The adoption of the swivel truck also illustrates why a technological system is rarely simply duplicated in another culture. To Frederick Gamst's point that diffusion is selective we can add that components that had already become peripheral in the initiating culture might find a future in the recipient culture. As the stagecoach vanished from English turnpikes, it came into its own, suitably adapted, in the United States, Australia, and South Africa, where it lasted into the twentieth century. In the case of the swivel truck, the technology not only survived in the recipient culture but eventually made its way back whence it came. Though the Stephenson traction system won the day in the 1830s, components of the technology that it superseded were not only to find a new lease of life in the coming dispensation, but were in fact to alter it profoundly.
Dr. Gwyn is an independent archaeological consultant and a part-time lecturer at the University of Wales, Bangor. He is editor of Industrial Archaeology Review. He thanks the members of the Railway and Canal Historical Society's Tramroad Group, who have discussed the origins of the swivel truck in the context of early railways in Britain; the extent to which this article has profited from their researches will be clear from the notes. The author owes a particular debt of gratitude to Michael Bailey, Adrian Ettinger, Andy Guy, Jim Rees, Paul Reynolds, John Ransom, Frederick Gamst, and, above all, Michael Lewis. He also thanks John H. White for reminding him of the perennial truth that whereas some engineers may haunt libraries—John B. Jervis among them—the shop-floor culture is entirely different.
R. J. Ballon, "The Acquisition of Technology by Non-Initiating Countries: ICOHTEC Symposium, Pont-à-Mousson, June 29-July 4, 1970," Technology and Culture 12 (1971): 217-27. For more recent examples, see David Jeremy, Transatlantic Industrial Revolution (Cambridge, Mass., 1981), and J. R. Harris, Industrial Espionage and Technology Transfer: Britain and France in the Eighteenth Century (Aldershot, Hants., 2000).
D. R. MacGregor, Merchant Sailing Ships, 1775-1815: Sovereignty of Sail (London, 1985), 77-231.
Frederick C. Gamst, "The Transfer of Pioneering British Railroad Technology to North America," in Proceedings of the Durham Early Railways Conference, 1998, ed. Andy Guy and Jim Rees (London, 2001), 252-55. See also John H. White, "Old Debts and New Visions: The Interchange of Ideas in Railway Engineering" in Common Roots—Separate Branches: Railway History and Preservation, ed. Rob Shorland-Ball (London, 1994), 65-87.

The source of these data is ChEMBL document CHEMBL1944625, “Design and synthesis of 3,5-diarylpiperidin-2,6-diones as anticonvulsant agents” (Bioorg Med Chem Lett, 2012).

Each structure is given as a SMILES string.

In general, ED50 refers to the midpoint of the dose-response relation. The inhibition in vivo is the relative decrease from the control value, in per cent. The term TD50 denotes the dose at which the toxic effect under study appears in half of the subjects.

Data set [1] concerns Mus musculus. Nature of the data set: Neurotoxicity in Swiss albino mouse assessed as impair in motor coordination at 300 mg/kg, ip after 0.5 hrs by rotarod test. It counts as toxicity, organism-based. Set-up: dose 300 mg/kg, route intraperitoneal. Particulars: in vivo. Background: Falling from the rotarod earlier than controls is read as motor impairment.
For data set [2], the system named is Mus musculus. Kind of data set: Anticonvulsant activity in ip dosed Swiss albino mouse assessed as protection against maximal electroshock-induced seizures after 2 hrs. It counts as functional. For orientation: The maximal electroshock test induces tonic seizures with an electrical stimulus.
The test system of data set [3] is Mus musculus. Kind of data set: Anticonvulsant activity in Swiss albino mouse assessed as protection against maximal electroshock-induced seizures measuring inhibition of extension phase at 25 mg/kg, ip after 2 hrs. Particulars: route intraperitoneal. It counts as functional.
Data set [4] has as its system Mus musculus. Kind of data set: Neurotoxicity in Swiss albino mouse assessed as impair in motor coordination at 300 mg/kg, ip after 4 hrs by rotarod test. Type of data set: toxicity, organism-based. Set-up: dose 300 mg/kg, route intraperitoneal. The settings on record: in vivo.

William H. Brown, The History of the First Locomotives in America (New York, 1871), chap. 19.
Zerah Colburn, Locomotive Engineering and the Mechanism of Railways (London, 1871), 96.
Though, of course, the Stephensons made use of the subframe when carrying out contracts from America, starting with an order from the Saratoga and Schenectady Railroad in 1833. J. G. H. Warren, A Century of Locomotive Building by Robert Stephenson and Co. (Newton Abbot, 1970), 305.
What is called in the United States a swivel truck is in Britain a "bogie," a word of Newcastle origin, occasionally applied in the north of England from 1794 to underground trams and from slightly later to road vehicles with a swiveling front axle: see
M. J. T. Lewis, Early Wooden Railways (London, 1970), 313, and the Oxford English Dictionary. "Bogie" is common British parlance in connection with both locomotives and rolling stock, but while it is occasionally applied in the United States to the swiveling or radial subframe on a locomotive, it is not applied to rolling stock. What would in British terms be the bogie itself is in the United States a "swivel truck," and a bogie wagon or carriage in British terms is an "eight-wheel car" in America.
William Chapman, Observations on the Various Systems of Canal Navigation (London, 1797), 42 n.
Patent specification 3632, quoted in C. F. Dendy Marshall, A History of British Railway Locomotives Down to the Year 1833 (London, 1953), 61-62.
Ibid. Andy Guy, "North Eastern Locomotive Pioneers 1805 to 1827: A Reassessment," and Jim Rees, "The Strange Story of the Steam Elephant," both in Early Railways, ed. Andy Guy and Jim Rees (London, 2001), 123-25 and 155-56. See also P. Mulholland, "The First Locomotive in Whitehaven," Industrial Railway Record, February 1978, 177- 79.